Photo of a vaping device that can be used for nicotine or cannabis from reader Kylee Rayne Reichow
OREGON – Two days after Oregon Gov. Kate Brown’s flavored vape ban executive order went into effect on October 15, the Oregon Court of Appeals temporarily stayed part of the order after several vape businesses and a trade group challenged the rule in two separate lawsuits.
According to the Willamette Week newspaper in Portland, the ruling appears to apply only to non-marijuana vaping products, leaving flavored marijuana based vape products still temporarily banned.
Willamette Week noted that the two lawsuits — one brought forward by attorney J. Ryan Adams on Oct. 16 representing No Moke Daddy LLC, a Portland-based company that operates two vape shops, and the other from two vape businesses with Oregon interests and the Vapor Technology Association — were filed on October 16, asking the court to stay the governor’s executive order until a full judicial review could be completed.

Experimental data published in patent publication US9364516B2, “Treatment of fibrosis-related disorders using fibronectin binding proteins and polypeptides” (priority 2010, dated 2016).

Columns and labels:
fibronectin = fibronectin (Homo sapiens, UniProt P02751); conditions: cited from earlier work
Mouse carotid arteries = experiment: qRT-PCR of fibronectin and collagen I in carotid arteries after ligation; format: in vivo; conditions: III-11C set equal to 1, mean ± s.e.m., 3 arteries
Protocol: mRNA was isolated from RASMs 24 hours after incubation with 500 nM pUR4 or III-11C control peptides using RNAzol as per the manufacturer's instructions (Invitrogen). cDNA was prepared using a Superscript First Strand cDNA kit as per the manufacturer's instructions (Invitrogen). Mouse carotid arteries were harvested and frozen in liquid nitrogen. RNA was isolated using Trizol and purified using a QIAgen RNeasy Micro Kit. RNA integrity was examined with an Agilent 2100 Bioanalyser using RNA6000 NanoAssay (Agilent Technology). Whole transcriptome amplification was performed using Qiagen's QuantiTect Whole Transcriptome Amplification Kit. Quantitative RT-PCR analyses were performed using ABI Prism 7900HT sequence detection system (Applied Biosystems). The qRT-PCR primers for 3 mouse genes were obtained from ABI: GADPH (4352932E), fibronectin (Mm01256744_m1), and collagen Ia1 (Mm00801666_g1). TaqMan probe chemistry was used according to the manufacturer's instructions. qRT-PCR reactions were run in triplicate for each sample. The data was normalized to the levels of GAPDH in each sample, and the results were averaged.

The order issued by Gov. Brown, Executive Order 19-09, called for, among other things, a 180 day ban on flavored vaping products, which went into effect on October 15.
“My first priority is to safeguard the health of all Oregonians,” said Brown in a press release issued by the governor’s office. “By keeping potentially unsafe products off of store shelves and out of the hands of Oregon’s children and youth, we prevent exposing more people to potentially dangerous chemical compounds, and help lessen the chance of further tragedy for any other Oregon family.”
In a statement released on Twitter, the Oregon Health Authority confirmed that the rules in the order halting sales of nicotine-based flavored vape products were no longer in effect, but urged Oregon businesses to voluntarily subject themselves to Gov. Brown’s executive order regardless.
“…We encourages businesses, despite the stay, to voluntarily keep flavored #vaping products off the shelves to protect Oregonians. For more information, visit healthoregon.org/vaping,” the agency stated.